Jacques Ranciere recently condemned ‘the circulation of stereotypes that critique stereotypes, giant stuffed animals that denounce our infantilisation, media images that denounce the media, spectacular installations that denounce the spectacle…’4 We could also add in artworks that denounce racism that are in themselves partly racist.

Dina Ibrahim: I agree with Jacques Ranciere. It seems that in contemporary times, you have to belong to a particular stereotype (or minority) in order to criticise it.

Scott Redford: Kelley Walker, as a white Southern guy, purposefully uses ‘black’ imagery. He uses the same images that Warhol used for Race Riot but taken by another press photographer and from a slightly different angle, but at the very same time. Interesting, if a bit ‘circular’, which is his point. He also does magazine cover blowups with sexy black chicks on them and he then lathers toothpaste on the scanner or melted dark or white chocolate and scans that onto the image. Very provocative but his point is: Why as a white man can’t I?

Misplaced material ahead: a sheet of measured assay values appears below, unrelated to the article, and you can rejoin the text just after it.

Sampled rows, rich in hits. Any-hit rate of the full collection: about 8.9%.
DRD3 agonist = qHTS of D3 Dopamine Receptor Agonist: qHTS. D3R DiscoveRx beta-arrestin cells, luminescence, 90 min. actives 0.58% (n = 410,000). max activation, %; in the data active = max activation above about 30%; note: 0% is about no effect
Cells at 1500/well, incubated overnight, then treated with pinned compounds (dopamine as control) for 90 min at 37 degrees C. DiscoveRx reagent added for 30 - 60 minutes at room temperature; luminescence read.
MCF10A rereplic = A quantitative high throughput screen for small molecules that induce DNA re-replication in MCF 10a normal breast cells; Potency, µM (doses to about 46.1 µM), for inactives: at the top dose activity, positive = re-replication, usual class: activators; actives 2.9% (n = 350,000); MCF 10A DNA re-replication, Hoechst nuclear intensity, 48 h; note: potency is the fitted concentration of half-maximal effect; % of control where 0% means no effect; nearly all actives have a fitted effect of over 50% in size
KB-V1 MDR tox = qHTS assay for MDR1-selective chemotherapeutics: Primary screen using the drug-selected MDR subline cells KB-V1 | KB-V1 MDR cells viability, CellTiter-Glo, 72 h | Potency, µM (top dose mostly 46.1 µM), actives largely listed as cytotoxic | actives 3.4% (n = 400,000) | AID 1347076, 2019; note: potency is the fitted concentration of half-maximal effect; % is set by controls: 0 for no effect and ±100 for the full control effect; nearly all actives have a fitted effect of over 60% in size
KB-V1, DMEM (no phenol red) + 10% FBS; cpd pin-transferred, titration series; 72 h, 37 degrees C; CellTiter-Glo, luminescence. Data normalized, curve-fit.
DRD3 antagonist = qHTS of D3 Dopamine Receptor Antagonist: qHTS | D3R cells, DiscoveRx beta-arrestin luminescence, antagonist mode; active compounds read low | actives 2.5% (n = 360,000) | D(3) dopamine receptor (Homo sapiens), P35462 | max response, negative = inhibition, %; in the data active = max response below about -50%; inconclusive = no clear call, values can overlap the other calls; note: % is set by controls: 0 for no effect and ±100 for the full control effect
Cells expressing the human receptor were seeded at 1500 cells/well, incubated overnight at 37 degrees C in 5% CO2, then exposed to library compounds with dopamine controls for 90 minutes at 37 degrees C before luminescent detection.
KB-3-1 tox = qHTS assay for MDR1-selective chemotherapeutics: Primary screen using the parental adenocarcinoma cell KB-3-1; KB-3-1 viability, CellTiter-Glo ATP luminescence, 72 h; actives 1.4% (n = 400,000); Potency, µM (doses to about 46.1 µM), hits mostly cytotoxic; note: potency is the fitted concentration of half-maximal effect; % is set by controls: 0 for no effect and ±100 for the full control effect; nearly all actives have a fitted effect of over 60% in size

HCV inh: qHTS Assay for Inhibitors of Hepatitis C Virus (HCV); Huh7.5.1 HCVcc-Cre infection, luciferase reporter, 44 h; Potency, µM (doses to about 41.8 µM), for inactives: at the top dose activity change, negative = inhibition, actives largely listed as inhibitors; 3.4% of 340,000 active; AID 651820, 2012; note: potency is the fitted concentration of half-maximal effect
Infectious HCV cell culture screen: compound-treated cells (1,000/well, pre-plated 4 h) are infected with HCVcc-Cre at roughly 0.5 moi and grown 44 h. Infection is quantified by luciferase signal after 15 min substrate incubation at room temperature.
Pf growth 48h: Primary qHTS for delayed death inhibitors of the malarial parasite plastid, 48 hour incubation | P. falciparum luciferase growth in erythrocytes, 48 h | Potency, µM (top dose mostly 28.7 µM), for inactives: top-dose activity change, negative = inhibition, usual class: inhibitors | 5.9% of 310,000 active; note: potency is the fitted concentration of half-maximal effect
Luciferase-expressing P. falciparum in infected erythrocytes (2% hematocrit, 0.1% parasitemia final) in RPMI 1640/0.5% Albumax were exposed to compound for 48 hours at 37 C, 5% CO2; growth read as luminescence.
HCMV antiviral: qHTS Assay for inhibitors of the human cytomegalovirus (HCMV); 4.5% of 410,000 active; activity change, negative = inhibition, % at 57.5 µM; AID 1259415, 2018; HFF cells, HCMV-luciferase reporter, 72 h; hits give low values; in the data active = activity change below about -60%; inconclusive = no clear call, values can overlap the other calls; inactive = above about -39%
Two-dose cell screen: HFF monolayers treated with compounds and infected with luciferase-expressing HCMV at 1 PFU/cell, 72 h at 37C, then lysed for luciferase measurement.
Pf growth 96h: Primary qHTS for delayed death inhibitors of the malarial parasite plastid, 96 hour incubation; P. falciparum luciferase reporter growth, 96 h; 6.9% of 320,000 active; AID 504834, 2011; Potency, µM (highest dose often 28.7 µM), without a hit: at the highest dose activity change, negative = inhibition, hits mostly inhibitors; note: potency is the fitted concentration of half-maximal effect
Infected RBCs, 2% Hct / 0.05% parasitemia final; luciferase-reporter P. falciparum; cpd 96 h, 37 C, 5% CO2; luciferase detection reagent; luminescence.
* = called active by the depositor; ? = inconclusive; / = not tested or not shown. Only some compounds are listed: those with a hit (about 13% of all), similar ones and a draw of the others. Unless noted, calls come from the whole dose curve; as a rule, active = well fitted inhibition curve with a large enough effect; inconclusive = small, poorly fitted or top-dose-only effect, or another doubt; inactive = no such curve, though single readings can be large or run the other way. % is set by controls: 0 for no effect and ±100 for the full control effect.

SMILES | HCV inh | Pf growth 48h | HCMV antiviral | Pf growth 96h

Dina Ibrahim: Scott, was My Beautiful Polar Bear prompted by environmental issues?

Scott Redford: No it wasn’t, although I worry about the environment like everyone does. This is the first Reinhardt Dammn prop for the movie work, but that’s a whole other project.

Basically I found a small bear in ceramic in a junk shop and liked it and got Michael Littler to make a bigger version. I wanted to make a very accessible and likeable work, loveable even. It was my breaking away from the post-conceptual Queer work I had been associated with in the ’90s. I wanted to go in the opposite direction and the polar bear seemed just right. At first I wanted them mass produced and sold in K Mart, very MASS! But that proved difficult—it would be less so now with Asian manufacturing.

I like that audiences like the bears regardless of who made them, this is exciting and important for me. The crushed cars—which the bears rest on top of at the IMA show—were a designer nod to John Chamberlain’s sculpture and furniture and weren’t meant to have any meaning except that they looked good and excited the viewer. The goal is to show production and consumption as it constitutes culture now.